For Tip Top Table Tennis, we wanted Tip Top Visuals…so lets talk about what we have done to get Tip Top looking Tip Top 

Settling on art style
From the outset, we had some guidance from the publisher on what they wanted the title to look like, which was leaning more towards a realistic art style. At first, we were on the other side of the fence, feeling like the game could look great utilising a playful stylized art style referencing the classic wii sports resort.

In the end, we realised that the decision was somewhat out of our hands, because with the time constraints and budget of the title, we were required to use asset packs to create the environments. Which means we are now at the mercy of the availability of assets on the store that match the style we wanted to aim for.

With that in mind, the main thing for us was consistency. We wanted to ensure we could create multiple levels that all match in art style, preferably these environments would also be created by the same studio, and so we got to searching the asset store.

After a solid few days deliberating and searching for the right packs, we settled on a studio called Dekogon, who have an expansive library of environments all matching in quality and style, perfect for what we need and so the decision was made for us. Realistic art style it is! 

From a technical perspective, these packs were also very well put together and even for going onto switch they required very little work to be performance compatible at 60fps, so props go to the Dekogon team for creating these awesome packs. 

Since we are getting closer to release, and i’m sure you are all just itching to get a sneaky peek at what the game is going to look like, here are some nice in game screenshots for you 🙂

With great visuals, comes great expectation

Visuals instead of power, expectation instead of responsibility. And yet the responsibility is still on us to make sure that, alongside the high fidelity graphics of the title, we provide gameplay that is also representative of that.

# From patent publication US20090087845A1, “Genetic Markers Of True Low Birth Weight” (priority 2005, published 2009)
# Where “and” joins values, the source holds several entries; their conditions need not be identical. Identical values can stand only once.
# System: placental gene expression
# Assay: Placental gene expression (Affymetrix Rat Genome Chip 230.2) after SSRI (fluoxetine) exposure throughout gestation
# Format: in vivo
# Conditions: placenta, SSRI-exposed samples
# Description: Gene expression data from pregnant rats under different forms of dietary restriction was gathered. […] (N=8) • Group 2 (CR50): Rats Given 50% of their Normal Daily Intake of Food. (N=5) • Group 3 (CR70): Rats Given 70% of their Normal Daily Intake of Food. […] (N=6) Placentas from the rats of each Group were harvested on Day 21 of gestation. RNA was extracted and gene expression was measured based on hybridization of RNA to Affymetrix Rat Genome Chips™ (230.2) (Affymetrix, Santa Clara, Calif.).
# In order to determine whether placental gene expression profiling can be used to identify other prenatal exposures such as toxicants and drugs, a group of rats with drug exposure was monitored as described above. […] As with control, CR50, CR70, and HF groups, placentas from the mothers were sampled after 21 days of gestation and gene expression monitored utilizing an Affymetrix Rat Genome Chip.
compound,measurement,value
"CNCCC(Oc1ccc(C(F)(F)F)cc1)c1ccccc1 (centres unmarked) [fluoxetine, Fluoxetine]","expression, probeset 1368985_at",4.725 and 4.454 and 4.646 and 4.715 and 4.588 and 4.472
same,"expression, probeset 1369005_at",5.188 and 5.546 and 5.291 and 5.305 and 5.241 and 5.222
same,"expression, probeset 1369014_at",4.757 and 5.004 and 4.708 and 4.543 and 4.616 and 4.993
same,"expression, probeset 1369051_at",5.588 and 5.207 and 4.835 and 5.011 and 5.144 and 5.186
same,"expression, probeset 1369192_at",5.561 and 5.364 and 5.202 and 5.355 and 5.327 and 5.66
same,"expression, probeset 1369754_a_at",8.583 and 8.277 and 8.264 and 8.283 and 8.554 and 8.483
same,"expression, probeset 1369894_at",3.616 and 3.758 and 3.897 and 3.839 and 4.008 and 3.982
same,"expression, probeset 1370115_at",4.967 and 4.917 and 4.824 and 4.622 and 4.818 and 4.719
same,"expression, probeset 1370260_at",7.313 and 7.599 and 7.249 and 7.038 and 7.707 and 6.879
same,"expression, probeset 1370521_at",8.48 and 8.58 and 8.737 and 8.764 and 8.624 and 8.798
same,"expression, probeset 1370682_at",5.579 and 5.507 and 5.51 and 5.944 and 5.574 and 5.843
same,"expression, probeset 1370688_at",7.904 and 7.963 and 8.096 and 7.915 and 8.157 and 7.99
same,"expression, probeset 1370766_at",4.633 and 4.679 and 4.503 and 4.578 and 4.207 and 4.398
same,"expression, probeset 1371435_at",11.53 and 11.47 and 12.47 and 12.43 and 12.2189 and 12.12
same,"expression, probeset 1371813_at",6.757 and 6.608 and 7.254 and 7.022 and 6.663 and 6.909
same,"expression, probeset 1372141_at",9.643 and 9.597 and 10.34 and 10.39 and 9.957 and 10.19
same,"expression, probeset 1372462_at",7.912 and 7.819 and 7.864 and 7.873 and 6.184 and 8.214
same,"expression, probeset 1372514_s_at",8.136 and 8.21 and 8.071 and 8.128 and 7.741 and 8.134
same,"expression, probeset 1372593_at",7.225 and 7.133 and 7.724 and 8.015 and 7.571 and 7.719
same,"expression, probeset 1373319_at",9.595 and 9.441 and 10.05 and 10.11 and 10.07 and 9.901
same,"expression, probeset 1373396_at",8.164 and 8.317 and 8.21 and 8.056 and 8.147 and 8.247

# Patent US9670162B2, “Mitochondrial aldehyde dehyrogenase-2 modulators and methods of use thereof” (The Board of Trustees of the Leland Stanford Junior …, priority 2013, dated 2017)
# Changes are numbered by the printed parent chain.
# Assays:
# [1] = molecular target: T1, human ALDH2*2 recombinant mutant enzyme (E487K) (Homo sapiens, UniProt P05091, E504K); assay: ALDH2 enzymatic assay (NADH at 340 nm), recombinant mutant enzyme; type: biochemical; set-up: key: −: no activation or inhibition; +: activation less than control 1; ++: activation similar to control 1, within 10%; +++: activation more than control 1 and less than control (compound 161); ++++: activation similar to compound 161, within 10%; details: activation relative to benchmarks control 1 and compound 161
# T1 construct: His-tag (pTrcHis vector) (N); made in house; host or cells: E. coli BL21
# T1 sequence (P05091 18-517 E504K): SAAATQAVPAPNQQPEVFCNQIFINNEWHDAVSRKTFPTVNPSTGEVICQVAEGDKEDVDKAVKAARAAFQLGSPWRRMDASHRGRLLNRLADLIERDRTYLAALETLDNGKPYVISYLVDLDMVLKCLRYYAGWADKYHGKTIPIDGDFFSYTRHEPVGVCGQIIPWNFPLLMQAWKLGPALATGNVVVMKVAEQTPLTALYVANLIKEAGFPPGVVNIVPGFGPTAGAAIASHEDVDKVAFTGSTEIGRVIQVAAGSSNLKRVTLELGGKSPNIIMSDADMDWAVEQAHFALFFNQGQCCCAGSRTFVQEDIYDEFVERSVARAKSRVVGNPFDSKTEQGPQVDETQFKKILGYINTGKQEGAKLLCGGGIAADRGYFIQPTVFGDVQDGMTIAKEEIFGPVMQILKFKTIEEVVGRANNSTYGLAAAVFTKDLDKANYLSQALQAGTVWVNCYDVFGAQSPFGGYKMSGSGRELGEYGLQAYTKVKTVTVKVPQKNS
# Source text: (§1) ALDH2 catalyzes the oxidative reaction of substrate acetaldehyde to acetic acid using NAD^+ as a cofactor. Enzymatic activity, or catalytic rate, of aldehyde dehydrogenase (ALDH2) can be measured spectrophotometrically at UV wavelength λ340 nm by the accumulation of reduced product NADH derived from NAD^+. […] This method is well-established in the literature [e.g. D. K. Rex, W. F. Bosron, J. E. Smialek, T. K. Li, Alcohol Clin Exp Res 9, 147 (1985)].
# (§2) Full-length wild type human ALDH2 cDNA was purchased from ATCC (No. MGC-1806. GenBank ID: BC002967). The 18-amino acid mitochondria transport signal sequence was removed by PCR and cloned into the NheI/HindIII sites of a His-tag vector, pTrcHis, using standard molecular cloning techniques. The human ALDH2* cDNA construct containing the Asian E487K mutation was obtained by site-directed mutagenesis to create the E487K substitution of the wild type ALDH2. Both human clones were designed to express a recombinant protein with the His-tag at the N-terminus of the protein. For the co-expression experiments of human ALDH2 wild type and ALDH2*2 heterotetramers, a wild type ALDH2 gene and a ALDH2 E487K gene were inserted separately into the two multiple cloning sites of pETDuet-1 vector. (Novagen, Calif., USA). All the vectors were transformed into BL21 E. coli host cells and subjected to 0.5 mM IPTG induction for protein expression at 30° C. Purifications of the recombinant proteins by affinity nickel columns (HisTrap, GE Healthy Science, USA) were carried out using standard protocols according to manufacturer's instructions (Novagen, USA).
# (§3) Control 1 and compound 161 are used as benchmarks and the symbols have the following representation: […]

Possibly more significant for sports games but with the realistic environments and art style of the game, a perception is made by the user, potentially even unconsciously that the gameplay would also be a realistic representation of the sport.

So what we have done by choosing to implement this realistic art style, is restricted the gameplay somewhat to being something that matches somewhat with the realism of those graphics. So this is something that we needed to consider carefully as we moved forwards with the title.

Something about UI

For our game’s UI style, we wanted something that included elements of table tennis iconography. At first, we considered achieving this by having all of our menus rendered in world space on top of table tennis tables and paddles. While we felt like this style had a lot of potential, we ultimately decided against doing this due to how long it would take to implement new menus and elements. We were also concerned with the readability and localisation problems that this could cause, since it’d be harder to fit potentially longer text in boxes and ensure that it’s readable.

Even though we couldn’t use our original idea of using a world space UI system, we still wanted to include table tennis iconography. In the end, we decided we wanted to incorporate a halftone effect reminiscent of the pip pattern on table tennis paddles

With this in mind, we went back to the drawing board (literally) and made several mockups for UI designs that could utilise this pattern in some way.

While bringing these mockups to life, we took inspiration from the family friendly vibe of the Wii Sports series, and experimented with a style full of bright colours, round edges and shiny buttons.

We enjoyed the overall aesthetic that the designs were conveying, but we felt like it looked too childish, so we ended up adding diagonal lines to the buttons and adding grey to the colour scheme, as well as changing the font to a more geometric one. We also ended up replacing the shiny effect with the halftone effect that we wanted to add.

So that concludes this little blog about how we went about some of our design processes for the visuals and interfaces for the game. The next entry we plan to talk about taking the game into BETA and what the iterative process to get their looked like.

See you dreckly!

Leave a Reply

Your email address will not be published. Required fields are marked *

Scroll to top